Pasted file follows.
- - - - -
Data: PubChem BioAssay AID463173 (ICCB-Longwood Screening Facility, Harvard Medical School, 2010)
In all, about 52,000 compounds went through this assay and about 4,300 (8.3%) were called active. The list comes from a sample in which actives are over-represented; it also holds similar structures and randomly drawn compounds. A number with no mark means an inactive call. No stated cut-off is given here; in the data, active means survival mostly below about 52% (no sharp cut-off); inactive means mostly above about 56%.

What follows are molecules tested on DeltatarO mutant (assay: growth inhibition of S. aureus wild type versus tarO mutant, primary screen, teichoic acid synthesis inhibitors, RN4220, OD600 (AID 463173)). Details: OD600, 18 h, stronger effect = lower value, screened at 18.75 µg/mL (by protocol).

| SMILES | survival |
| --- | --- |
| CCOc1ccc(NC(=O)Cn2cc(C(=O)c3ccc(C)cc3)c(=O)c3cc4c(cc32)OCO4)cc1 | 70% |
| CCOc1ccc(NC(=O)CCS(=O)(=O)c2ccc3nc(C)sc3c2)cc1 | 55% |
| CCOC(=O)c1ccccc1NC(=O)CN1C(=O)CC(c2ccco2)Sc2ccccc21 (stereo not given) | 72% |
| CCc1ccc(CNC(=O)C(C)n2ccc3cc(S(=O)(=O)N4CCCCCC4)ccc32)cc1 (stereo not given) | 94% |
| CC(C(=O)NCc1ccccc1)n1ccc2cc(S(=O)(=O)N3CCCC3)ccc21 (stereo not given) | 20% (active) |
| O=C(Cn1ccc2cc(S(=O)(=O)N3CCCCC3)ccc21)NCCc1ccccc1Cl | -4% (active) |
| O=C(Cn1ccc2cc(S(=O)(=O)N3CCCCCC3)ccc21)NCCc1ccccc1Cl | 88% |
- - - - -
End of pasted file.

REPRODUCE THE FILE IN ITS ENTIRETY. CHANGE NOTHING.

Data: PubChem BioAssay AID463173 (ICCB-Longwood Screening Facility, Harvard Medical School, 2010)
In all, about 52,000 compounds went through this assay and about 4,300 (8.3%) were called active. The list comes from a sample in which actives are over-represented; it also holds similar structures and randomly drawn compounds. A number with no mark means an inactive call. No stated cut-off is given here; in the data, active means survival mostly below about 52% (no sharp cut-off); inactive means mostly above about 56%.

What follows are molecules tested on DeltatarO mutant (assay: growth inhibition of S. aureus wild type versus tarO mutant, primary screen, teichoic acid synthesis inhibitors, RN4220, OD600 (AID 463173)). Details: OD600, 18 h, stronger effect = lower value, screened at 18.75 µg/mL (by protocol).

| SMILES | survival |
| --- | --- |
| CCOc1ccc(NC(=O)Cn2cc(C(=O)c3ccc(C)cc3)c(=O)c3cc4c(cc32)OCO4)cc1 | 70% |
| CCOc1ccc(NC(=O)CCS(=O)(=O)c2ccc3nc(C)sc3c2)cc1 | 55% |
| CCOC(=O)c1ccccc1NC(=O)CN1C(=O)CC(c2ccco2)Sc2ccccc21 (stereo not given) | 72% |
| CCc1ccc(CNC(=O)C(C)n2ccc3cc(S(=O)(=O)N4CCCCCC4)ccc32)cc1 (stereo not given) | 94% |
| CC(C(=O)NCc1ccccc1)n1ccc2cc(S(=O)(=O)N3CCCC3)ccc21 (stereo not given) | 20% (active) |
| O=C(Cn1ccc2cc(S(=O)(=O)N3CCCCC3)ccc21)NCCc1ccccc1Cl | -4% (active) |
| O=C(Cn1ccc2cc(S(=O)(=O)N3CCCCCC3)ccc21)NCCc1ccccc1Cl | 88% |